Far from the baptismal Democratic blue tidal wave the public opinion polls promised, the actual results delivered, as someone joked, “a blue ripple.” After living through the onslaught of Trump’s America with a debased democracy, poisonously false rhetoric, unprecedented corruption,  open warfare on the free press, white supremacists and neo-Nazis placed on even keel with peaceful protestors, caged children forcibly separated from their parents in the name of the United States government, and a quarter million American souls needlessly lost to a mismanaged pandemic, 73 million of our fellow Americans still proclaimed, “Yes please, I’d like another helping of that.”

For me, the loss of freedom and the destruction of the rule of law were far from abstract concepts; they were the very backdrop to the development of my political identity. I often wondered if there was something about my own personal background that made me more keenly aware of the dangerous path our country had set upon under Trump from the moment he descended on the golden escalator in the summer of 2015. I am the grandson and son of Cuban refugees—people who came here escaping a generally prosperous society that crumbled under the weight of authoritarianism fueled by a narcissistic autocrat and his rabid cult of personality. I grew up in a family, and a community, that bore the scars of that collapse. The echoes of the cruelty, lawlessness, and perversity of Fidel Castro’s dictatorship that splintered Cuban society and cast its exiled residents across the shores of the United States reverberated throughout my entire life.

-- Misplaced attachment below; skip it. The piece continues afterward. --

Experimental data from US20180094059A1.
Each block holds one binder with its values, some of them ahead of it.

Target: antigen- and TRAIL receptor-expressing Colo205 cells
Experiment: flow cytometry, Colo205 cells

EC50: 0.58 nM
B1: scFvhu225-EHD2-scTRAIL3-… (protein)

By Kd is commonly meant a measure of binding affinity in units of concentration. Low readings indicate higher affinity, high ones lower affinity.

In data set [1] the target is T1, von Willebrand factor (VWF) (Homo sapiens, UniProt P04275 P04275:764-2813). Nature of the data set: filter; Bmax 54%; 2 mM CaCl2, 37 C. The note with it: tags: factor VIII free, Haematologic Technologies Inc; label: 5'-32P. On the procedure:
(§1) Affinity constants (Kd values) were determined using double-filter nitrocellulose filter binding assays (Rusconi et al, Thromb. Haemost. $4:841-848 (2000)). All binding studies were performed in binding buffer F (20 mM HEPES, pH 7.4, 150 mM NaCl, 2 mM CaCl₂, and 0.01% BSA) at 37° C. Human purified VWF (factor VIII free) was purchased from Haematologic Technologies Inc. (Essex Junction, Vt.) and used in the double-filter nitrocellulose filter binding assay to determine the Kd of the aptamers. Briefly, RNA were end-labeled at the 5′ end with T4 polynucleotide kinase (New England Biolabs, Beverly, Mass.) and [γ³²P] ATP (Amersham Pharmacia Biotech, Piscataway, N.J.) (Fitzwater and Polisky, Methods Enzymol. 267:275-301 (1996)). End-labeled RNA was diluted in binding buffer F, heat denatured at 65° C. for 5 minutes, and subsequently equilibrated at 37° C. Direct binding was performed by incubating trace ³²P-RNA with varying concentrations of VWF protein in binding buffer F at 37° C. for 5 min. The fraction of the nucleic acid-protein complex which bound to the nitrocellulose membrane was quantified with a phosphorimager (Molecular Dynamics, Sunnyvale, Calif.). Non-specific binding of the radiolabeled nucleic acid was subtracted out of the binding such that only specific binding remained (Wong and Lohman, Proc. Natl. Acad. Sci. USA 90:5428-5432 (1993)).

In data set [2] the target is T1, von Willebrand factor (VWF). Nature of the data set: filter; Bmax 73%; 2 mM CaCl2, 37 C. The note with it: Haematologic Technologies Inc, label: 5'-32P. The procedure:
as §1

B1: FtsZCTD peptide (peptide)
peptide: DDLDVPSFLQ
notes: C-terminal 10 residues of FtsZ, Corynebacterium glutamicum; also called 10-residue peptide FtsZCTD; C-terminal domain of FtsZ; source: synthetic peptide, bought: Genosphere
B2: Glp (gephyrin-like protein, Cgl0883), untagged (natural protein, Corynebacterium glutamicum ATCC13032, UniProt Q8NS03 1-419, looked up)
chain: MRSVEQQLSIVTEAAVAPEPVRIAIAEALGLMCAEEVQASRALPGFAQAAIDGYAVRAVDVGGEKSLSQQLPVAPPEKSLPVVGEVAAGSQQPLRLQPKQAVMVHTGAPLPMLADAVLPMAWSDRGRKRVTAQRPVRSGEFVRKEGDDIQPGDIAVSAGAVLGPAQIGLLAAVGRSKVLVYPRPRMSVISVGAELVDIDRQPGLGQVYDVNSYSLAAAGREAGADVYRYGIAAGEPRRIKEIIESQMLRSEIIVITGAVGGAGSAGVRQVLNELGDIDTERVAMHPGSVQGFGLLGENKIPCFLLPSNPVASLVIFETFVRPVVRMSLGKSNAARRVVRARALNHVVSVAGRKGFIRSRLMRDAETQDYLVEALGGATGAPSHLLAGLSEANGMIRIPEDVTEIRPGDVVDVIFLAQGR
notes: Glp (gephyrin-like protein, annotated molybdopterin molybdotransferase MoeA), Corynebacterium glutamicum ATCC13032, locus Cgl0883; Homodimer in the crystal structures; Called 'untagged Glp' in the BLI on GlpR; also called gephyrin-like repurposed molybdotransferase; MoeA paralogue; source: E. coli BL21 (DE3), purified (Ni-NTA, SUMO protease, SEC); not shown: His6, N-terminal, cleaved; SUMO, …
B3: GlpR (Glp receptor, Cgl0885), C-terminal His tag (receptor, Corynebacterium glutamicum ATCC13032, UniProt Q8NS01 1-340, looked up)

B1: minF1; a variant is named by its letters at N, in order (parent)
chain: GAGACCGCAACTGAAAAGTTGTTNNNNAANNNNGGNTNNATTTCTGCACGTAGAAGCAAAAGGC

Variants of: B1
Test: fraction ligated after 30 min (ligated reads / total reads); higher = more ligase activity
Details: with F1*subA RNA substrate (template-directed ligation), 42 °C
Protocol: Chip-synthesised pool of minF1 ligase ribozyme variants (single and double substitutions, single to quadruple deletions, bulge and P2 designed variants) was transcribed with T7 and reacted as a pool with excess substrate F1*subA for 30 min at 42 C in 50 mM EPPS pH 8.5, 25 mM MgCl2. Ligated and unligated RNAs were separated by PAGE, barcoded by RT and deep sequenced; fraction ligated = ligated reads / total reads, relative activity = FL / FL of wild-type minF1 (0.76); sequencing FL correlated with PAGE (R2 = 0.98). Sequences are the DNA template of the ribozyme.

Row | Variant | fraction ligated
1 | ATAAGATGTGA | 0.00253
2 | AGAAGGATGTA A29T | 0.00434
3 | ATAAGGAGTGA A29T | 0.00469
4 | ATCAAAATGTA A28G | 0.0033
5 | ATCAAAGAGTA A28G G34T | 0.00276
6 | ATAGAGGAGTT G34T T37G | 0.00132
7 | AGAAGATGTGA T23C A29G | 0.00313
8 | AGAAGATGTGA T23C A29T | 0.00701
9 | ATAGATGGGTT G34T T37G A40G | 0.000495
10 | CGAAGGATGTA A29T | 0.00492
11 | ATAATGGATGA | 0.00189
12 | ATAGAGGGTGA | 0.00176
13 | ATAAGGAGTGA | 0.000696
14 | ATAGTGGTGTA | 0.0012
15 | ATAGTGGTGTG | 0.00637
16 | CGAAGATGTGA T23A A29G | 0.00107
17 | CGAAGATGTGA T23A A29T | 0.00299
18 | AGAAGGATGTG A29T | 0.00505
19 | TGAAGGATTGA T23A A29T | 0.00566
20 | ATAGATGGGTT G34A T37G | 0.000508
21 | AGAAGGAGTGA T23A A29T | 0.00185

My antennae for dictators, real ones and wannabes, came with the Cuban-American pedigree.

It wasn’t difficult to link the hostility toward opposing points of view, the exercise of power for ideological gain over the good of the nation, the frontal attacks against the press and the independent judiciary and the coziness with fellow traveler foreign strongmen embodied by Trumpism to so many of the stories I had heard from Cuban exiles since childhood. None of this was hypothetical or speculative to me: It was concrete, palpable, and real.

It is often said that immigrants, especially those hailing from nations battered by the scourge of authoritarianism, appreciate our country’s freedoms and democracy more than those who have known nothing different. I had spent an entire life asking what I would do if I were ever called upon to fight in the face of looming authoritarianism, if I had it in me to make the kinds of sacrifices that so many had made, and continue to make, in the fight against Cuba’s totalitarian regime. I am glad that, so far, a great deal less has been asked of me than of them.